- a blue coloring matter obtained from certain lichens, especially Roccella tinctoria. In alkaline solution litmus turns blue, in acid solution, red: widely used as a chemical indicator.
Origin of litmus
Examples from the Web for litmus
Contemporary Examples of litmus
But when did they become the litmus test of competence in office?100 Years of Right (And Left) Moves
March 31, 2014
So they are a litmus paper for wider fertility—not a significant driver of Israeli birthrates.Israel’s Sperm Clinic Crisis
March 16, 2014
Opposition to the Affordable Care Act in toto might linger as a litmus test for conservatives.Everything is Obamacare!
March 3, 2014
The right-wing base and media will make it a litmus test issue.Could a Larger Minimum Wage Hike Sell?
November 13, 2013
The Veterans of Foreign Wars organized an Americanization committee that promoted the song as a litmus test of loyalty.Star-Spangled Confederates: How Southern Sympathizers Decided Our National Anthem
July 4, 2013
Historical Examples of litmus
Dip your litmus paper first into one, then into the other, and then back into the first.Common Science
Carleton W. Washburne
It is represented as a more delicate test of acid and alkalis than litmus.Field's Chromatography
Pour off the alcohol, leaving the litmus as dry as possible.The Elements of Bacteriological Technique
John William Henry Eyre
The free alkaloid is soluble in water, but has no action on litmus.Poisons: Their Effects and Detection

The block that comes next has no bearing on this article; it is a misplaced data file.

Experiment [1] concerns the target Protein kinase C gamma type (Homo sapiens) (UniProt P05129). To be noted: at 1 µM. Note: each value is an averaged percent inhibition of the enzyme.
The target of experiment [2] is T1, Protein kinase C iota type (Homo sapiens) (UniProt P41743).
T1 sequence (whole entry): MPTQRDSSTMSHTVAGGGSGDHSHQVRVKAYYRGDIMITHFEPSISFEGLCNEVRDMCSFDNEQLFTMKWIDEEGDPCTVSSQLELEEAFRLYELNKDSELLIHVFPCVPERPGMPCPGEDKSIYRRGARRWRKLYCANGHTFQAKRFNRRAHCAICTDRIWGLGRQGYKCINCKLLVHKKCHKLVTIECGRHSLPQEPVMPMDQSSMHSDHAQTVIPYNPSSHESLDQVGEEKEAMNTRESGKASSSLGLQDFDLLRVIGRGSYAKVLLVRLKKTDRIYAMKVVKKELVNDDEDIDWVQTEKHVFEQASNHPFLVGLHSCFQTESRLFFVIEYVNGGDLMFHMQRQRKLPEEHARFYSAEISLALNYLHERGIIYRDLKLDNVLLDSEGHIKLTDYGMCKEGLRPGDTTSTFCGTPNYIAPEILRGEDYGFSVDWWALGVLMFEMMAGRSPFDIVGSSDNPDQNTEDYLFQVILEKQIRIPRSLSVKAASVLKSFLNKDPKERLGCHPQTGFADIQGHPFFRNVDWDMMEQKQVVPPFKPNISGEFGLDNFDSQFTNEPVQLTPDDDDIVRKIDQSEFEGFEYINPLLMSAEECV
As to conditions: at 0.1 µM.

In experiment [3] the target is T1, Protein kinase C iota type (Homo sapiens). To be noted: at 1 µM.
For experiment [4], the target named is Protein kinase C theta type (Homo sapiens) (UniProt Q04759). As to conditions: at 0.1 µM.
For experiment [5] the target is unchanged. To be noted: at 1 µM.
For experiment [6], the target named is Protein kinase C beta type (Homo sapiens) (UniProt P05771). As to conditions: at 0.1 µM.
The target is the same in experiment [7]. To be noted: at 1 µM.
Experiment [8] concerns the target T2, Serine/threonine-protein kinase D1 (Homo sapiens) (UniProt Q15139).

Alexander Wynter Blyth
"Like litmus paper under the influence of an acid," explains Guncotton.My Austrian Love
- a soluble powder obtained from certain lichens. It turns red under acid conditions and blue under basic conditions and is used as an indicator
Word Origin for litmus
Word Origin and History for litmus
"blue dye-stuff obtained from certain lichens," early 14c., from Middle Dutch lijkmoes (Dutch lakmoes), from lac (see lac) + moes "pulp." Another theory is that it represents Old Norse litmose, literally "lichen for dying," from Old Norse lita "to dye, to stain," from litr "color, dye" (see lit (n.1)) + mos "moss." Yet another idea connects the first element to Middle Dutch leken "to drip, leak" (see leak (v.)).
Whichever was the original word, it probably was influenced by the others. The dye is obtained from certain lichens. It is naturally blue but turns red in acid and is restored to blue by alkalis. Figurative use of litmus test is first attested 1957, from scientific use of litmus-treated paper as a chemical indicator. Litmus paper with this meaning is from 1803.
- A water-soluble blue powder derived from lichens that changes to red with increasing acidity and to blue with increasing basicity.
- A colored powder, obtained from certain lichens, that changes to red in an acid solution and to blue in an alkaline solution. Litmus is a mixture of various closely related heterocyclic organic compounds.♦ Litmus is typically added to paper to make litmus paper, which can be used to determine whether a solution is basic or acidic by dipping a strip of the paper into the solution and seeing how the paper changes color.